As the summer days start growing shorter, we start looking at the calendar and thinking about lesson plans for the new school year. Lesson planning seems like a daunting task for many of you. You may not know where to start. You might be nervous about figuring out how to fit everything in. You might have multiple children and are trying to figure out the how of lesson planning and scheduling. After homeschooling for the past eighteen years, I have learned a lot about lesson planning. The first rule of thumb is to keep it simple. When you make up elaborate lesson plans, you start to feel overwhelmed.
First, sit down with the curriculum you have chosen for the year and review how it is set up. Some books are set up with daily lessons. Some are set up with modules. Some have chapters. You need to have a good idea of the lay of the land for the books you will be using.
Next, determine how many pages or chapters need to be covered each week. Divide the total number of pages or chapters by the number of weeks in your school year. For 180 educational days, you are looking at thirty-six weeks of school. For example, the science or history book you picked has 400 pages. Your child needs to read approximately eleven pages per week. You need to factor in time for testing, as well, if you administer tests for these subjects. Your student needs to read approximately two-and-one-half pages per day. If you wanted to allow for a test day, increase the pages read per day. If you have a math book with 130 lessons, you also want to look at the testing plan for the book and add those days into your schedule. Your child will likely do four lessons per week plus a testing day.
After you divide the books up in this manner, you have an idea of how to start your lesson planning. You will also want to look at your calendar and review other commitments. Do you have a weekly co-op or supplemental classes? You may need to increase the amount of reading or lessons your child does on the other four days of the week to accommodate these educational events.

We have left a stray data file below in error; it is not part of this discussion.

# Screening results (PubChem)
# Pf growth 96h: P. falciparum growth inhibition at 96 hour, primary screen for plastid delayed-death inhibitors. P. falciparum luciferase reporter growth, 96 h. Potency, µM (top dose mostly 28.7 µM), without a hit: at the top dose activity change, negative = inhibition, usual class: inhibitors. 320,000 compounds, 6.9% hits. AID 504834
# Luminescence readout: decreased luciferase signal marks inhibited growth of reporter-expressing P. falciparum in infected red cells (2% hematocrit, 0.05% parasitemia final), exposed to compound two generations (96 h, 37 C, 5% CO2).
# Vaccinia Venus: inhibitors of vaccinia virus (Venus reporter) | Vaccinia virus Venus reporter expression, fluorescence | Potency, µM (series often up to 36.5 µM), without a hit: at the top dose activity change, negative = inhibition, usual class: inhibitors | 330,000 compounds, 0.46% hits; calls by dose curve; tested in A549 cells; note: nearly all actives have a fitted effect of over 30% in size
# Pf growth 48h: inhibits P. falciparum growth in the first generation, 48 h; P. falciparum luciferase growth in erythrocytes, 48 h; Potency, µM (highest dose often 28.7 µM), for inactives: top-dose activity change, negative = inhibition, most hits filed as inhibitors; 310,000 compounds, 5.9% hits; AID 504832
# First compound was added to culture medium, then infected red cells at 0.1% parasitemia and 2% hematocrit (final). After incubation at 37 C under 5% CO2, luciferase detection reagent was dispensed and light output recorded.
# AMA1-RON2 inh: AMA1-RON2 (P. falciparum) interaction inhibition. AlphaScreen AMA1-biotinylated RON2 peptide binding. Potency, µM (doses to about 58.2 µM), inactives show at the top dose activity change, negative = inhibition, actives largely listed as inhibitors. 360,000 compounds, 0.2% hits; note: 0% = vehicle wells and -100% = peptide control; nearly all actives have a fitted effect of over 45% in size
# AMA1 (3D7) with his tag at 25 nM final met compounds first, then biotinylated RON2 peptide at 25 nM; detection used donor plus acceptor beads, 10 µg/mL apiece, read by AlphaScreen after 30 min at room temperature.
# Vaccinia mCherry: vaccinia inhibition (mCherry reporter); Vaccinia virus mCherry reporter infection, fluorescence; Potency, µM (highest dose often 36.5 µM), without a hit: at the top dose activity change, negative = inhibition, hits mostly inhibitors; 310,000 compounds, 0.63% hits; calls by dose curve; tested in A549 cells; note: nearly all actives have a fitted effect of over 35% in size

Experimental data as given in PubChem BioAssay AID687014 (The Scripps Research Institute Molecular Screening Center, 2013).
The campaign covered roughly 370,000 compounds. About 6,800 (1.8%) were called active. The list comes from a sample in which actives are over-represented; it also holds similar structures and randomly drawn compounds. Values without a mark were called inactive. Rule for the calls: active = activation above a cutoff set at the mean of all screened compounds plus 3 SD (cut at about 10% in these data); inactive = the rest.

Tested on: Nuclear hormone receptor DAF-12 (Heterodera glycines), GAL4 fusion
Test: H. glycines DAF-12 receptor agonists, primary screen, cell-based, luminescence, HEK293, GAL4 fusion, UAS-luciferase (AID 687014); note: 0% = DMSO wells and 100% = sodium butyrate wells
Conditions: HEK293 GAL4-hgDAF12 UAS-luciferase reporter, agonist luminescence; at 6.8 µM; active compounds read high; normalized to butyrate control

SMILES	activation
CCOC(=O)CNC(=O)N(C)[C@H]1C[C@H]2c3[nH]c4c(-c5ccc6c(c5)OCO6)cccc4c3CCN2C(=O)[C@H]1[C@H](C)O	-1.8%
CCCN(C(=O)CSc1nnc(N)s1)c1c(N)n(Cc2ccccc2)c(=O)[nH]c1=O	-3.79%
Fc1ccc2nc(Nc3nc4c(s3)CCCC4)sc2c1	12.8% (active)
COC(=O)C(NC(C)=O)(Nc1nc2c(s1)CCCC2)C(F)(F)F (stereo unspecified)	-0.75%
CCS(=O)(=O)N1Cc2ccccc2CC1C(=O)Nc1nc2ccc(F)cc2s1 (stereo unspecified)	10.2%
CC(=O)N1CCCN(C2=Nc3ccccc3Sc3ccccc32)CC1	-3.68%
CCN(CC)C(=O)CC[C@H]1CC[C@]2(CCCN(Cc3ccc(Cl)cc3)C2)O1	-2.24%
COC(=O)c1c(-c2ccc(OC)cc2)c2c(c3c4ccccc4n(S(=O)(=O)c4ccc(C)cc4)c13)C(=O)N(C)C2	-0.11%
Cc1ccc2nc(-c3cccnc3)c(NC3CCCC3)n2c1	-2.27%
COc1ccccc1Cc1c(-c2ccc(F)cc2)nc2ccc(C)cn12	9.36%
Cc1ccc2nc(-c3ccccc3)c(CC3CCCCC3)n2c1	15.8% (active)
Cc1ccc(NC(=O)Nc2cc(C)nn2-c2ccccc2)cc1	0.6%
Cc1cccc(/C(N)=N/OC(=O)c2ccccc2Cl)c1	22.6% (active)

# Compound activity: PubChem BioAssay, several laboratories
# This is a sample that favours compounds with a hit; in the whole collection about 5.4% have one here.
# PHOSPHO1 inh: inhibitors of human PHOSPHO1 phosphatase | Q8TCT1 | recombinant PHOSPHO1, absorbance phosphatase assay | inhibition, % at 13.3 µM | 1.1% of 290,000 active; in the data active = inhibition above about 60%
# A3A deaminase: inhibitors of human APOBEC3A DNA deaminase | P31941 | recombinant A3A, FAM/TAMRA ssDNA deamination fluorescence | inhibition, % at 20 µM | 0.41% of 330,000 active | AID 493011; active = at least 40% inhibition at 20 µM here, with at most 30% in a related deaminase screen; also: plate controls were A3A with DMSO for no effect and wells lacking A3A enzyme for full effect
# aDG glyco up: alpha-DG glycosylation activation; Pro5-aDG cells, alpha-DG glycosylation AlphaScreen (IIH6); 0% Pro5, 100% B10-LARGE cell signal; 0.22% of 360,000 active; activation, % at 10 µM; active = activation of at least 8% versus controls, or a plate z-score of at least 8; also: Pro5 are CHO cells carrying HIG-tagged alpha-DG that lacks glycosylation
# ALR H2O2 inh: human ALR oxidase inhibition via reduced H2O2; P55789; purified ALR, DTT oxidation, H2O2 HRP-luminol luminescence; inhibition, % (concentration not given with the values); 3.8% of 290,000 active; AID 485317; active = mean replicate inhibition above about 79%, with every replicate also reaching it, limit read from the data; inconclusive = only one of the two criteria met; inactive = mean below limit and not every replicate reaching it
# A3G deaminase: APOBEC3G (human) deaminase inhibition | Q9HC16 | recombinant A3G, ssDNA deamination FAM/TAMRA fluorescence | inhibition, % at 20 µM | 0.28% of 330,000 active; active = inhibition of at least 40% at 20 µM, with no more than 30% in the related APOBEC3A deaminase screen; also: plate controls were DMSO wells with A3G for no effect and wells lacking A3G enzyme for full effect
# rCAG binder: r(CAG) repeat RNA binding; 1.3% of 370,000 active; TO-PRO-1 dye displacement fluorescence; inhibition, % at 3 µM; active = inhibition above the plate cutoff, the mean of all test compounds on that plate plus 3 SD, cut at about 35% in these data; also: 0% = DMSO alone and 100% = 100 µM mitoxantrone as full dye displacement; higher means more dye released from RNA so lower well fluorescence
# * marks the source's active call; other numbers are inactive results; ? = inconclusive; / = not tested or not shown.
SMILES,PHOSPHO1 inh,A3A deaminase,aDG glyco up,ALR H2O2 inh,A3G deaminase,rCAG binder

If you are lesson planning for multiple children, use a format that allows you to see an overview of your children’s lessons. Look for subjects that you can combine teaching time with two or more children that will help you with lesson planning time and teaching time. History and science lend themselves to multi-level teaching for children below high school level.
You do not have to plan out your entire year at once. I recommend that you do lesson planning once a week. Normally, that works well to finish by the end of the week. You can review the work completed and plan the next week’s lessons. When you plan too far ahead, it makes it difficult to catch things up when sickness comes along. When you are planning your start and end dates for your school year, allow for things such as illness. You will want some flexibility with your schedule for holidays, as well.
You have the freedom to choose the days you homeschool according to North Carolina statutes. You have the freedom to choose your curriculum. Don’t stress yourself out with elaborate lesson plans.